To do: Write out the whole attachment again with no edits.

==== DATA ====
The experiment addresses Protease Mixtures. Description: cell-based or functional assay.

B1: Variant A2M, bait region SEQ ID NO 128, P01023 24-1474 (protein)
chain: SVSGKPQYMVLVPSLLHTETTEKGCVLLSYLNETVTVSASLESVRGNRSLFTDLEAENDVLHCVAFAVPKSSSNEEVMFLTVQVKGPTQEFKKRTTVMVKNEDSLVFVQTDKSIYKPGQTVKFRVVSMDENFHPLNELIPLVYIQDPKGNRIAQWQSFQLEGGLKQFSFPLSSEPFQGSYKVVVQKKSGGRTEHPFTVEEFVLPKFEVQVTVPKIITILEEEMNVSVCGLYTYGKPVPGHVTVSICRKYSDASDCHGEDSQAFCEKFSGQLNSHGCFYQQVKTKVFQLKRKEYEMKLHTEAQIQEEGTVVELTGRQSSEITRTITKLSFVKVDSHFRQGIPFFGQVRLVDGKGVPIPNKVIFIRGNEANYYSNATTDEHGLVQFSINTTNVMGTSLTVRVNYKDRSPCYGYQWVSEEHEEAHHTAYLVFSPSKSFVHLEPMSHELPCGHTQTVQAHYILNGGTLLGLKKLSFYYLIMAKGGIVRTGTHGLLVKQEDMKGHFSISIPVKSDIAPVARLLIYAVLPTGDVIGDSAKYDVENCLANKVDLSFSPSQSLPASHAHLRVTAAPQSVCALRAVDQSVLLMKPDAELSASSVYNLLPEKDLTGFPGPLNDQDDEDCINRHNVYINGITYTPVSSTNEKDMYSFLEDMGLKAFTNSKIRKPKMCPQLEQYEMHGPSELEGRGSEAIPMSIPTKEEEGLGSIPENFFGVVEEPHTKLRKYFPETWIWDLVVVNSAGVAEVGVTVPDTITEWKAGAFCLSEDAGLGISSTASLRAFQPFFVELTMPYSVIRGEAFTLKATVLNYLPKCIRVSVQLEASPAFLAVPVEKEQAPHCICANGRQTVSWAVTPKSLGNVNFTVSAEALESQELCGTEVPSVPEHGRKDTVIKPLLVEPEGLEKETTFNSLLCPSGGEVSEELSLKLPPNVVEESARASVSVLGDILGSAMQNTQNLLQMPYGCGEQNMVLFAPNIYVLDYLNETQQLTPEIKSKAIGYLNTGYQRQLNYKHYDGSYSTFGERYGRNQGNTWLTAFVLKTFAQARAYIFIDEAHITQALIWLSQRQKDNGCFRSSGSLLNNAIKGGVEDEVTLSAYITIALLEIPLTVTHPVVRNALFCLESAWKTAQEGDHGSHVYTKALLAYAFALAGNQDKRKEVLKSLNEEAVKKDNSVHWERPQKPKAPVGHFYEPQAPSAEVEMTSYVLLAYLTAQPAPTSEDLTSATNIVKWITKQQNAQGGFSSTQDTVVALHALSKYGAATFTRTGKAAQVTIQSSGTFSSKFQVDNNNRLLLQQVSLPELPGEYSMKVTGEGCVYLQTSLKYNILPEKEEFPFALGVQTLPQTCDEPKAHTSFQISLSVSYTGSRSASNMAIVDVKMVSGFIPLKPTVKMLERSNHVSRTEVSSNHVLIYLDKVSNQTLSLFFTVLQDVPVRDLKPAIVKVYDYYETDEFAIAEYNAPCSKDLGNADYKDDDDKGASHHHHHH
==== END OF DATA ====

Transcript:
The experiment addresses Protease Mixtures. Description: cell-based or functional assay.

B1: Variant A2M, bait region SEQ ID NO 128, P01023 24-1474 (protein)
chain: SVSGKPQYMVLVPSLLHTETTEKGCVLLSYLNETVTVSASLESVRGNRSLFTDLEAENDVLHCVAFAVPKSSSNEEVMFLTVQVKGPTQEFKKRTTVMVKNEDSLVFVQTDKSIYKPGQTVKFRVVSMDENFHPLNELIPLVYIQDPKGNRIAQWQSFQLEGGLKQFSFPLSSEPFQGSYKVVVQKKSGGRTEHPFTVEEFVLPKFEVQVTVPKIITILEEEMNVSVCGLYTYGKPVPGHVTVSICRKYSDASDCHGEDSQAFCEKFSGQLNSHGCFYQQVKTKVFQLKRKEYEMKLHTEAQIQEEGTVVELTGRQSSEITRTITKLSFVKVDSHFRQGIPFFGQVRLVDGKGVPIPNKVIFIRGNEANYYSNATTDEHGLVQFSINTTNVMGTSLTVRVNYKDRSPCYGYQWVSEEHEEAHHTAYLVFSPSKSFVHLEPMSHELPCGHTQTVQAHYILNGGTLLGLKKLSFYYLIMAKGGIVRTGTHGLLVKQEDMKGHFSISIPVKSDIAPVARLLIYAVLPTGDVIGDSAKYDVENCLANKVDLSFSPSQSLPASHAHLRVTAAPQSVCALRAVDQSVLLMKPDAELSASSVYNLLPEKDLTGFPGPLNDQDDEDCINRHNVYINGITYTPVSSTNEKDMYSFLEDMGLKAFTNSKIRKPKMCPQLEQYEMHGPSELEGRGSEAIPMSIPTKEEEGLGSIPENFFGVVEEPHTKLRKYFPETWIWDLVVVNSAGVAEVGVTVPDTITEWKAGAFCLSEDAGLGISSTASLRAFQPFFVELTMPYSVIRGEAFTLKATVLNYLPKCIRVSVQLEASPAFLAVPVEKEQAPHCICANGRQTVSWAVTPKSLGNVNFTVSAEALESQELCGTEVPSVPEHGRKDTVIKPLLVEPEGLEKETTFNSLLCPSGGEVSEELSLKLPPNVVEESARASVSVLGDILGSAMQNTQNLLQMPYGCGEQNMVLFAPNIYVLDYLNETQQLTPEIKSKAIGYLNTGYQRQLNYKHYDGSYSTFGERYGRNQGNTWLTAFVLKTFAQARAYIFIDEAHITQALIWLSQRQKDNGCFRSSGSLLNNAIKGGVEDEVTLSAYITIALLEIPLTVTHPVVRNALFCLESAWKTAQEGDHGSHVYTKALLAYAFALAGNQDKRKEVLKSLNEEAVKKDNSVHWERPQKPKAPVGHFYEPQAPSAEVEMTSYVLLAYLTAQPAPTSEDLTSATNIVKWITKQQNAQGGFSSTQDTVVALHALSKYGAATFTRTGKAAQVTIQSSGTFSSKFQVDNNNRLLLQQVSLPELPGEYSMKVTGEGCVYLQTSLKYNILPEKEEFPFALGVQTLPQTCDEPKAHTSFQISLSVSYTGSRSASNMAIVDVKMVSGFIPLKPTVKMLERSNHVSRTEVSSNHVLIYLDKVSNQTLSLFFTVLQDVPVRDLKPAIVKVYDYYETDEFAIAEYNAPCSKDLGNADYKDDDDKGASHHHHHH